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Musical Irony

Jack Joyce, my uncle, was no stranger to sorrow. But he never spoke of it. My mother, Elizabeth, told me her kid brother always kept everything to himself. He thought if he ever revealed what went through his head they’d put him away somewhere. He liked being called “Black Irish,” because of all the wild stories they told about it. Like for instance that his dark hair and deep brown eyes came from sailors of the Spanish Armada shipwrecked in Ireland a long time ago. Or from ancient Spanish Moors who traded with the folks on Ireland’s west coast.

Anyway, Jack often fell into dark moods that he believed were unique, not experienced by anyone else. That is, until the evening Elizabeth took him to a chamber recital at Symphony Hall. She showed me the program that she’d saved. One of the pieces was a Beethoven quartet, the Opus 59, No. 3. At the single pizzacato opening note of the Andantino, Jack was startled. He sat up, transfixed. The music was an alien language—but one he immediately understood.

He said afterward that it was the most awful expression of grief he’d ever heard. And in the middle of it—repeated twice—was a supposedly lyrical theme that was an example of musical irony he’d never before encountered. It was like a man being carted to the gallows for his hanging, and he sees in the crowd a lovely blue-eyed girl in a wide-brimmed hat. When you are about to die, Jack said, that kind of vision is nothing less than a spear thrust into your heart.

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That's geat-- capturing that.

About your uncle I read a web-page of yours. It is strange that you are writing about that quartet after the comments about the Beethoven's Neo-Classicism, yesterday.

As regards the other 2 quartets of the same opera, this, in C major, just seems like less bold, in consequence of the familiar instrumental conduction, more traditional. The refers to the Classicism are clear and the tradition of the '700 surfaces into the construction of the phrases and in the transparency of the classic "Contrappunto". Nevertheless, the Beethoven's innovation is present and works into a level more hidden, with unaspected inventions which cracks the apparent serenity. This peculiarity stylistcly deceitful may be found above all in the first movement, "Allegro vivace", that is preceded by an Introduction: "Andante con moto", harmonically evasive, and into the "Andantino", which contributes mysterious accents by the "pizzicato" of the Violoncello (quote: "At the single pizzacato opening note of the Andantino, Jack was startled. He sat up, transfixed. The music was an alien language—but one he immediately understood), which "contrappunto" is like a melodic spontaneous line. Then the "Minuetto Grazioso", a '700 dance interrupted by the "Trio", very contrasting. A small "Coda" goes directly towards the "Allegro molto", conclusive, with a "Contrappunto fugato" that reveals the radical and visionary nature of the Beethoven's compositions.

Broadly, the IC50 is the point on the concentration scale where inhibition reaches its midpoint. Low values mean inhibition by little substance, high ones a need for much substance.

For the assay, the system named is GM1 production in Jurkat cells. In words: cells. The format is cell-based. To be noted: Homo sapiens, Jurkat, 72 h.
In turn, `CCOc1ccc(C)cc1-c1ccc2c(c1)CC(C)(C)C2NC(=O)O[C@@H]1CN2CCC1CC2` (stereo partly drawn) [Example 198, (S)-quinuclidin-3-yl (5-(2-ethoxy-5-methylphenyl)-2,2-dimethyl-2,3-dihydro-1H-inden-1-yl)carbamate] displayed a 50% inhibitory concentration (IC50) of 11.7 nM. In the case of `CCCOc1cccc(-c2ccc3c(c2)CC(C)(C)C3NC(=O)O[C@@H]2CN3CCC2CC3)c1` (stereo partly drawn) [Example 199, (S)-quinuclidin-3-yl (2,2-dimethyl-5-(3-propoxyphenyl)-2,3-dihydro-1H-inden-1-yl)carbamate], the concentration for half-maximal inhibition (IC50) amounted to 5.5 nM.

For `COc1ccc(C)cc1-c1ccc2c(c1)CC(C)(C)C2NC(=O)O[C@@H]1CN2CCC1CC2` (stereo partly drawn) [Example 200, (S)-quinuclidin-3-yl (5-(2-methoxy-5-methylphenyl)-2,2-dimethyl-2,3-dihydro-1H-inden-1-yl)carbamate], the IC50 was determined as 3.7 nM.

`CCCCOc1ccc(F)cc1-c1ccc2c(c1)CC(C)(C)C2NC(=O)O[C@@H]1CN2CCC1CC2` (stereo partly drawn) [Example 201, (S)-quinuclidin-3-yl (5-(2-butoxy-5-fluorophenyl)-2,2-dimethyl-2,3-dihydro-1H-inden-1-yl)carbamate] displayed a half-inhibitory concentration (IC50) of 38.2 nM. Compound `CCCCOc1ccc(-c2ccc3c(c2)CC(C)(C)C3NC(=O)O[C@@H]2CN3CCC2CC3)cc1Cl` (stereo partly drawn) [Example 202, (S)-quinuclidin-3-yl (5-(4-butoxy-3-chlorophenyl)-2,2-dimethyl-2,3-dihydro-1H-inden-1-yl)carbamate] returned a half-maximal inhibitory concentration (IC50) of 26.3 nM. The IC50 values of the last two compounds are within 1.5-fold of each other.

I think that all of this felt your "no stronger to sorrow" uncle. This was "the most awful expression of grief he’d ever heard" with the special "example of musical irony he'd never before encountered". Now, when I'm listening to that quartet, I'm imagining his deep reaction.

It is strange that you are writing about that quartet after the comments about the Beethoven's Neo-Classicism, yesterday.

I really can’t account for what led me down this particular path, or how one thing led to another. Except to say that on TV that evening I saw a great documentary on the famous locket containing a sample of Beethoven’s hair, taken on his deathbed.

Scientists recently analyzed this hair sample and they found toxic levels of lead, which of course explains many of Beethoven’s illnesses and alleged personality disorders. They speculate he got the lead from too many visits to a mineral bath in an attempt to cure himself. Anyway, symptoms of lead poisoning include: headaches, irritability, hyperactivity, muscle weakness, abdominal pain, vomiting, poor appetite, and---most especially significant---hearing loss.

I found a web site that goes into more detail, here.

And also here.

But the best one of all is this one. You must look at this site very closely because there are links hidden everywhere, and it takes a while before you see the wealth of material that lurks behind every image. Let your cursor roam, and be prepared for surprises!

As for my uncle Jack, I must point out that much of what I write about him here in LiveJournal is invention, speculation, fiction. Everything springs from my vague memory of that obviously troubled man, and also from a careful examination of the few photos that have survived. Needless to say I identify with him because I share both his physique (extraordinarily slender arms) and his moody temperament.

I've understood that much of what you write about your oncle was speculation, but I benefit by your fiction to go for long walks with you along the paths we find before. Or better: to run one's finger over the strings of the instruments we find...

Now I'm looking for the sites you have given to me. thanx.

Wow... It was wonderful. A virtual trip through the life of Beethoven. I've bookmarked the site. I knew the story about the hair, I watched a TV documentary about. But surfing in this site, my curiosity is increased. Thank you.

It's wonderful that, in these modern days, we live in a society that indulges and capitalizes off of people's insanity far more frequently than in the past.

However, that doesn't mean that a very similar insanity that we experience today didn't inspire the most cherished classical artistic expressions, they were however a lot less explicit.

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